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Cedar Rapids, Iowa 52401
IOWA CITY — University of Iowa Hospitals and Clinics Chief Executive Officer Suresh Gunasekaran — just three years after arriving to lead the state’s largest teaching hospital — is leaving to head the No. 9-ranked University of California San Francisco Academic Health System, the university announced Tuesday.
Gunasekaran has been one of the area’s most publicly visible faces as the COVID-19 pandemic nears its second anniversary in Iowa, warning just last week that the UIHC was seeing the most dire situation it has been through with infected patient counts at an all-time high while more of its staff are out sick than before.
At the same time, the transition at the top is happening as the UIHC recently began building a $395 million, 469,000-square-foot hospital and clinics operation on 60 acres in North Liberty, and announced that a 10-year plan will include construction of a new patient tower, academic building and clinic on the main Iowa City campus.
Gunasekaran will be leaving at the end of February to start March 1 as CEO of the UCSF Academic Health System, UI Health Care Vice President for Medical Affairs Brooks Jackson said.
“All I can say is I could not have asked for a better partner,” Jackson told reporters. “I recruited Suresh here several years ago and have been extremely pleased with his performance, as well as on personal level working with him.”
Gunasekaran said the decision to leave was difficult.
“University of Iowa Health Care and the University of Iowa is its own standard of excellence,” he said. “Over the last several years, it's been an honor and a privilege to work at the University of Iowa, which is really a collaborative special place that's really valued by the state and valued by this community.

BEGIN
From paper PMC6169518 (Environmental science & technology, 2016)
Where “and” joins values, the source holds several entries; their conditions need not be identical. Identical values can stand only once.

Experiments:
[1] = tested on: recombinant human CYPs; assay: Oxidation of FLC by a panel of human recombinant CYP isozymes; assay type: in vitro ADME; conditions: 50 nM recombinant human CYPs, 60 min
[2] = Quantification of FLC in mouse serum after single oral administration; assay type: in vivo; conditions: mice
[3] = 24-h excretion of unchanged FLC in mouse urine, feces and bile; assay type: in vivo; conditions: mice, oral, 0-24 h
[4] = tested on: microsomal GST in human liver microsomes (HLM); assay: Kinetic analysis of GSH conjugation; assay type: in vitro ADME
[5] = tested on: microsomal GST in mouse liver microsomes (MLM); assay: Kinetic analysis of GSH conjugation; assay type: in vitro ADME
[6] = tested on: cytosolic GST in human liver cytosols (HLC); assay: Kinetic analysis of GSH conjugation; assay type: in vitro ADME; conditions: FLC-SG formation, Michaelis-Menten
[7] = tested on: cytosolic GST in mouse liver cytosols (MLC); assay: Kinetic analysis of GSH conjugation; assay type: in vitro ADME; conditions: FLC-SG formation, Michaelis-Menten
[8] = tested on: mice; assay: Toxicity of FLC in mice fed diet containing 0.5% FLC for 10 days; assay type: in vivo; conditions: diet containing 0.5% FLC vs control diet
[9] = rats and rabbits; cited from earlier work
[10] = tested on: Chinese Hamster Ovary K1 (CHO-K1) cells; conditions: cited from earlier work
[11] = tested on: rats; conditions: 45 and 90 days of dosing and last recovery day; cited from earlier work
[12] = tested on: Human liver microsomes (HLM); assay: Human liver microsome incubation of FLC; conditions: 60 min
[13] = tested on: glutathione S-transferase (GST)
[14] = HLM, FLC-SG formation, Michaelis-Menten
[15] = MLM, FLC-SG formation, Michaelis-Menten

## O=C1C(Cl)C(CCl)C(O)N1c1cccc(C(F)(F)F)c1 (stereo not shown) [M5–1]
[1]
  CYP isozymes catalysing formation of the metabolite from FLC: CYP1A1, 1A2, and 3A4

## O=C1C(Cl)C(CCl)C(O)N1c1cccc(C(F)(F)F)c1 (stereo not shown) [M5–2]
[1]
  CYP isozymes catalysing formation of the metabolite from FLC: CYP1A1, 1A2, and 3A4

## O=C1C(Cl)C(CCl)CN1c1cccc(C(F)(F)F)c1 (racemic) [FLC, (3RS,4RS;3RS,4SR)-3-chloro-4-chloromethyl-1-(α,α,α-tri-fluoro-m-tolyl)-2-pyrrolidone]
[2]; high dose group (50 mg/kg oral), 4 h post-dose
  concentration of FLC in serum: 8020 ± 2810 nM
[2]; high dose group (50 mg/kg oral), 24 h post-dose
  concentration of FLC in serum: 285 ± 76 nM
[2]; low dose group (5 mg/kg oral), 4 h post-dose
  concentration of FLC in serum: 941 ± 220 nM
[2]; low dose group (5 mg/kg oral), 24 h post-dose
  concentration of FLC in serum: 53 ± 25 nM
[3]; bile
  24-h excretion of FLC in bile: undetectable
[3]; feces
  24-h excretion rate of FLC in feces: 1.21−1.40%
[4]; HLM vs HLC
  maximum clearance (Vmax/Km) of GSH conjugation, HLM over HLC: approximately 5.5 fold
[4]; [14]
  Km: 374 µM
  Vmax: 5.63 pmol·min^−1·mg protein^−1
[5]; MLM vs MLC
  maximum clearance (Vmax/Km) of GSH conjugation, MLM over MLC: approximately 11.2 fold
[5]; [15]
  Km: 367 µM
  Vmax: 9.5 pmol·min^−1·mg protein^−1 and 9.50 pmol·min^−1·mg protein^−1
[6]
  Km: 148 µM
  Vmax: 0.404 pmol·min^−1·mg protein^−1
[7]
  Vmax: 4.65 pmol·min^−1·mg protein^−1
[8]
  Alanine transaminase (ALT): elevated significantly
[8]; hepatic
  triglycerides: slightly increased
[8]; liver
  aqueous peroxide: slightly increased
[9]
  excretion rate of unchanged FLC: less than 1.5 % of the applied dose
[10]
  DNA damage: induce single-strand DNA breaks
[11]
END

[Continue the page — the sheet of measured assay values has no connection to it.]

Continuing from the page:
“I'm forever grateful for having had the opportunity to be a part of the University of Iowa.”
Gunasekaran started at UIHC on Nov. 19, 2018, following a national search to replace UIHC CEO Ken Kates, who retired. Before joining UIHC, Gunasekaran was chief operations officer for the University of Texas Southwestern Health System in Dallas.
He began his health care career in clinic and revenue cycle operations at Vanderbilt University’s Children’s Hospital, joining UT Southwestern in 2004 as an assistant vice president and chief information officer.
He earned a master’s in business administration with honors from Southwestern Methodist University, and before entering health care spent time as an information technology consultant in San Francisco in the late 1990s.
“Ultimately, for me on a personal level, it was hard to resist the pull of UCSF,” he said. “I've lived out there before. I'm very knowledgeable on the community, and I think it's a great institution as well. It isn't so much that there was something lacking here as much as the opportunity to have an impact there.“
UI Health Care plans to appoint an interim CEO “soon” and launch a national search to replace Gunasekaran.
“Most of all, I think it's going to be difficult to give up coming into work every day on Hawkins Drive,” he said. “Twelve-thousand-people strong, we are supremely committed to the entire state of Iowa. We're committed to getting better, we're committed to doing the right thing. And those things came really easy at the University of Iowa Health Care.”
Among Gunasekaran’s notable achievements at Iowa, according to UIHC:
- Leading UIHC and the community through the pandemic “with clear, frequent communication of plans and actions”;
- Implementing free UIHC parking for patients with appointments;
- Advancing patient satisfaction, safety and quality initiatives;
- Consistently achieving a positive hospital margin for self-sustainability and growth;
- Securing a hard-fought state certificate needed for the North Liberty expansion;
- And leading the planning effort to modernize the main hospital campus.
Gunasekaran’s listed salary in September 2021 was $1.1 million. He told reporters Tuesday that compensation didn’t play a role in his decision to leave, although he admitted weather might have.
“It absolutely plays into it, this is a whole lot of shoveling that I get to avoid out there,” he said. “But I’ll also say, there is a real upside to a real university community here. It's powerful, too.”
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